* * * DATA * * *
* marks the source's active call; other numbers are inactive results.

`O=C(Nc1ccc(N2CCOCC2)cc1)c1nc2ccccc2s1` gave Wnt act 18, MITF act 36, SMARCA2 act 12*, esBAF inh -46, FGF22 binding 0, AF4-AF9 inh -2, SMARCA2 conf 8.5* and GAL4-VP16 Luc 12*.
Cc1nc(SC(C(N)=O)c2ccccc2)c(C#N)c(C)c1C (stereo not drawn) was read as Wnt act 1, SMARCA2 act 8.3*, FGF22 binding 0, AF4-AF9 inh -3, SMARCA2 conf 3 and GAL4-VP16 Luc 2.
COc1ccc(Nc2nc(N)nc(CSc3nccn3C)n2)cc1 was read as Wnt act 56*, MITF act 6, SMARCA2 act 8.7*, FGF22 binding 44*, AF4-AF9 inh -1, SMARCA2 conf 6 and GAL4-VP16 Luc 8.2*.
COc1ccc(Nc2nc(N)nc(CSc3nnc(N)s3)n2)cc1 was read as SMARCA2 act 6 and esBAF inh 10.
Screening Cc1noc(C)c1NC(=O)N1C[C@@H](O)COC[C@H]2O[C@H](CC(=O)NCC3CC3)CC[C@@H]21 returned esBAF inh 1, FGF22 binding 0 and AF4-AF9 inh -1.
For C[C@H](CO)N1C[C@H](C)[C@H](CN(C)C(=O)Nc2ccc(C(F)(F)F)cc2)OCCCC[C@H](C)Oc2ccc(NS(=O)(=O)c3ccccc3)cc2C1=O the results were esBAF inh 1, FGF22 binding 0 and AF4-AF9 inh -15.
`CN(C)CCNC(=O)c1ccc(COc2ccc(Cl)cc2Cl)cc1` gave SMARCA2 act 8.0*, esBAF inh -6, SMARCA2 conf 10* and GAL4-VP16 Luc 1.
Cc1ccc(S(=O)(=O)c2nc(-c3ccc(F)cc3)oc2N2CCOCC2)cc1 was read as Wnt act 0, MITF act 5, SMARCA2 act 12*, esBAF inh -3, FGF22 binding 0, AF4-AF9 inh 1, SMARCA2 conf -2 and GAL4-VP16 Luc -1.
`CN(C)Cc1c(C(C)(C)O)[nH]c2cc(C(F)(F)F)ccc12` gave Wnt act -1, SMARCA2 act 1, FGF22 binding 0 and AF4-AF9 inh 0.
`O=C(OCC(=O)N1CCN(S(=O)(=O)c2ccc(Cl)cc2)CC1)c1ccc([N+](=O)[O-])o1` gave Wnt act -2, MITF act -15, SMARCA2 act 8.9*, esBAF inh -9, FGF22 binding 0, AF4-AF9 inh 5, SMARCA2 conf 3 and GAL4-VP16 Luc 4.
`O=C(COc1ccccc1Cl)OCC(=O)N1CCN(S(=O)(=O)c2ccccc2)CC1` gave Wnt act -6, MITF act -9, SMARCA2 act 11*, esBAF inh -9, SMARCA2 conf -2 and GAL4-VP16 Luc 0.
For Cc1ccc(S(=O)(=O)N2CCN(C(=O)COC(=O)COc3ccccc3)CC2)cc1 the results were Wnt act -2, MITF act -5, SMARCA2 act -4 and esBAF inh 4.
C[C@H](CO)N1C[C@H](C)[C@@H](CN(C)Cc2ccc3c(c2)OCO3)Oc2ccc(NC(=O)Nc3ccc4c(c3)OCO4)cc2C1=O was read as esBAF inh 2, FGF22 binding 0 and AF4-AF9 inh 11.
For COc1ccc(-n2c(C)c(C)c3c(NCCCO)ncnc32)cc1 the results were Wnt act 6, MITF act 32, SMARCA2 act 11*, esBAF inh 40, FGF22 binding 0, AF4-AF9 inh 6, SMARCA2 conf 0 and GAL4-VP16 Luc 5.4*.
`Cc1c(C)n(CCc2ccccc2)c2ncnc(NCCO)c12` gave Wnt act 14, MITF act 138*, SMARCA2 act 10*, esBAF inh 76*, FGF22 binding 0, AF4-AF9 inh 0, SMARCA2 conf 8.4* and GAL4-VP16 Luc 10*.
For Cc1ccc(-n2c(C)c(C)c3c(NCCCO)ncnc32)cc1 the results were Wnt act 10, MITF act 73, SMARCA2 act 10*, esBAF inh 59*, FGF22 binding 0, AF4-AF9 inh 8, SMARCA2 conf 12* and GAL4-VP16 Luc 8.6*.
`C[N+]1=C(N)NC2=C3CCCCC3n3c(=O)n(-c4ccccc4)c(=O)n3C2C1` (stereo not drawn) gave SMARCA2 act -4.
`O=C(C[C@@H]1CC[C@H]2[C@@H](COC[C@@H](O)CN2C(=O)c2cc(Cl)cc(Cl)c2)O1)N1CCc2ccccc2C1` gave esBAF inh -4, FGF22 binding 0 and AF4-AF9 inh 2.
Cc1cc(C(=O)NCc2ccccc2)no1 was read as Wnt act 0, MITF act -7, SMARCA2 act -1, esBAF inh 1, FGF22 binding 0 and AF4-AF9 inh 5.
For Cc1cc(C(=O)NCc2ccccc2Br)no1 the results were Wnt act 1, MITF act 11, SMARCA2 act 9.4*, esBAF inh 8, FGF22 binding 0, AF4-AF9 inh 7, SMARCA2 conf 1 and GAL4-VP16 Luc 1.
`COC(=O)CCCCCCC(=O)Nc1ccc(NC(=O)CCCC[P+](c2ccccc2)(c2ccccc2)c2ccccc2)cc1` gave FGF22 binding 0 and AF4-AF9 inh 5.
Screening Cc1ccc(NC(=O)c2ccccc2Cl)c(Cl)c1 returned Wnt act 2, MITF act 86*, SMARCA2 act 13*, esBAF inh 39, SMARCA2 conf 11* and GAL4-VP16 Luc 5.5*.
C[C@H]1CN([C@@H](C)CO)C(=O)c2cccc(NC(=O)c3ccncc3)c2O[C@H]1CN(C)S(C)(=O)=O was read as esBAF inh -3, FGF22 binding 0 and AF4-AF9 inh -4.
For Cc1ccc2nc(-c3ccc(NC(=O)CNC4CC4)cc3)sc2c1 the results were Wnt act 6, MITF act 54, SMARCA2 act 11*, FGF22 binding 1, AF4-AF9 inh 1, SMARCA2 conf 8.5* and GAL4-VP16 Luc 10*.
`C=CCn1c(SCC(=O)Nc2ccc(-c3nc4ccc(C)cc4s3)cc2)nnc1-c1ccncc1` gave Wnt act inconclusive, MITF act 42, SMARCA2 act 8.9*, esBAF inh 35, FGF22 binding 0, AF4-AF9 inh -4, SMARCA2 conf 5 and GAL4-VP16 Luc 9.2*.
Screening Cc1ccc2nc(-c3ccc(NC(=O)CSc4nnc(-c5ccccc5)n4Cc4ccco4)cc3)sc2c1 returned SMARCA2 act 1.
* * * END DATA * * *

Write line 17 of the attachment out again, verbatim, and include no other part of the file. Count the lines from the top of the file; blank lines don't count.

For Cc1ccc(-n2c(C)c(C)c3c(NCCCO)ncnc32)cc1 the results were Wnt act 10, MITF act 73, SMARCA2 act 10*, esBAF inh 59*, FGF22 binding 0, AF4-AF9 inh 8, SMARCA2 conf 12* and GAL4-VP16 Luc 8.6*.